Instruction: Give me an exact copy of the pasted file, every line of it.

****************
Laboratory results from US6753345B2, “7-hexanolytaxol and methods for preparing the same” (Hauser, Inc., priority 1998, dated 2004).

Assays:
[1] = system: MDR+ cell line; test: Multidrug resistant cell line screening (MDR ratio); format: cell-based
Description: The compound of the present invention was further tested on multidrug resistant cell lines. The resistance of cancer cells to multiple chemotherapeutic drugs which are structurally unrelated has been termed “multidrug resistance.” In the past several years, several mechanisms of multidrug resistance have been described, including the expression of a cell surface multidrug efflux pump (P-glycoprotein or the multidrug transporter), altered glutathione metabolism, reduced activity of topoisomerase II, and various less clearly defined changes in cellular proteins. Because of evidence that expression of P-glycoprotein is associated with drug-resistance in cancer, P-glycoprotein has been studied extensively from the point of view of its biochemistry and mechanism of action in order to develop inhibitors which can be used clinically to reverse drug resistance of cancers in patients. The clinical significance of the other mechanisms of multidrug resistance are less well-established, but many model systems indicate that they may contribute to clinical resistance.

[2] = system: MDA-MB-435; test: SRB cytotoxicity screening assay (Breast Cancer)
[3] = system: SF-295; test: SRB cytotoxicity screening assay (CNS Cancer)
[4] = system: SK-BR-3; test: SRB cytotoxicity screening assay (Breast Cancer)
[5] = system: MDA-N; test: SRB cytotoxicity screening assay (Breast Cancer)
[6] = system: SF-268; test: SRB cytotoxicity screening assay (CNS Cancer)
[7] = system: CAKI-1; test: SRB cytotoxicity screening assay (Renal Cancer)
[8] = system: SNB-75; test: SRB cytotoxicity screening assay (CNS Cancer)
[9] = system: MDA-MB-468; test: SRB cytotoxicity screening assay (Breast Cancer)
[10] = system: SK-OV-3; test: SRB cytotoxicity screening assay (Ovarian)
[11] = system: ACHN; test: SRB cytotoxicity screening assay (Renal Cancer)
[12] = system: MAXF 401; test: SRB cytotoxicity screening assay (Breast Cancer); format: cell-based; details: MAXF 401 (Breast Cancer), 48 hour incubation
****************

Laboratory results from US6753345B2, “7-hexanolytaxol and methods for preparing the same” (Hauser, Inc., priority 1998, dated 2004).

Assays:
[1] = system: MDR+ cell line; test: Multidrug resistant cell line screening (MDR ratio); format: cell-based
Description: The compound of the present invention was further tested on multidrug resistant cell lines. The resistance of cancer cells to multiple chemotherapeutic drugs which are structurally unrelated has been termed “multidrug resistance.” In the past several years, several mechanisms of multidrug resistance have been described, including the expression of a cell surface multidrug efflux pump (P-glycoprotein or the multidrug transporter), altered glutathione metabolism, reduced activity of topoisomerase II, and various less clearly defined changes in cellular proteins. Because of evidence that expression of P-glycoprotein is associated with drug-resistance in cancer, P-glycoprotein has been studied extensively from the point of view of its biochemistry and mechanism of action in order to develop inhibitors which can be used clinically to reverse drug resistance of cancers in patients. The clinical significance of the other mechanisms of multidrug resistance are less well-established, but many model systems indicate that they may contribute to clinical resistance.

[2] = system: MDA-MB-435; test: SRB cytotoxicity screening assay (Breast Cancer)
[3] = system: SF-295; test: SRB cytotoxicity screening assay (CNS Cancer)
[4] = system: SK-BR-3; test: SRB cytotoxicity screening assay (Breast Cancer)
[5] = system: MDA-N; test: SRB cytotoxicity screening assay (Breast Cancer)
[6] = system: SF-268; test: SRB cytotoxicity screening assay (CNS Cancer)
[7] = system: CAKI-1; test: SRB cytotoxicity screening assay (Renal Cancer)
[8] = system: SNB-75; test: SRB cytotoxicity screening assay (CNS Cancer)
[9] = system: MDA-MB-468; test: SRB cytotoxicity screening assay (Breast Cancer)
[10] = system: SK-OV-3; test: SRB cytotoxicity screening assay (Ovarian)
[11] = system: ACHN; test: SRB cytotoxicity screening assay (Renal Cancer)
[12] = system: MAXF 401; test: SRB cytotoxicity screening assay (Breast Cancer); format: cell-based; details: MAXF 401 (Breast Cancer), 48 hour incubation